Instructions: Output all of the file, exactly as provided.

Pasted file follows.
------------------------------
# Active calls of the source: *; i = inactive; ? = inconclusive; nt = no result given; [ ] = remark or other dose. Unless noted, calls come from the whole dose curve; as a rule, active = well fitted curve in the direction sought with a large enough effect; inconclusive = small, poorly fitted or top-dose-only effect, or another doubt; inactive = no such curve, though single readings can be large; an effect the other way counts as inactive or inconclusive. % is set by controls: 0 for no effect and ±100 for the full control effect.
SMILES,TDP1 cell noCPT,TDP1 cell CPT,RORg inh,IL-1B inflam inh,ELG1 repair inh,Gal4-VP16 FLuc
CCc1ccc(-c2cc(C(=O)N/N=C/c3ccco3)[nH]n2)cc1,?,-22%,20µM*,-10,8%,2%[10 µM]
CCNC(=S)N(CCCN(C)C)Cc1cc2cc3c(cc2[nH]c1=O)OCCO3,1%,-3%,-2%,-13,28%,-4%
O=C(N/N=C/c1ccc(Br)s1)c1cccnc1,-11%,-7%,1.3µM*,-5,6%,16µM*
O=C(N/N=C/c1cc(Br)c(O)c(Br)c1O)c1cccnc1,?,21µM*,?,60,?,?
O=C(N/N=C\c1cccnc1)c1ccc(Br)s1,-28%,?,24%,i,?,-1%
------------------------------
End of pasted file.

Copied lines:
# Active calls of the source: *; i = inactive; ? = inconclusive; nt = no result given; [ ] = remark or other dose. Unless noted, calls come from the whole dose curve; as a rule, active = well fitted curve in the direction sought with a large enough effect; inconclusive = small, poorly fitted or top-dose-only effect, or another doubt; inactive = no such curve, though single readings can be large; an effect the other way counts as inactive or inconclusive. % is set by controls: 0 for no effect and ±100 for the full control effect.
SMILES,TDP1 cell noCPT,TDP1 cell CPT,RORg inh,IL-1B inflam inh,ELG1 repair inh,Gal4-VP16 FLuc
CCc1ccc(-c2cc(C(=O)N/N=C/c3ccco3)[nH]n2)cc1,?,-22%,20µM*,-10,8%,2%[10 µM]
CCNC(=S)N(CCCN(C)C)Cc1cc2cc3c(cc2[nH]c1=O)OCCO3,1%,-3%,-2%,-13,28%,-4%
O=C(N/N=C/c1ccc(Br)s1)c1cccnc1,-11%,-7%,1.3µM*,-5,6%,16µM*
O=C(N/N=C/c1cc(Br)c(O)c(Br)c1O)c1cccnc1,?,21µM*,?,60,?,?
O=C(N/N=C\c1cccnc1)c1ccc(Br)s1,-28%,?,24%,i,?,-1%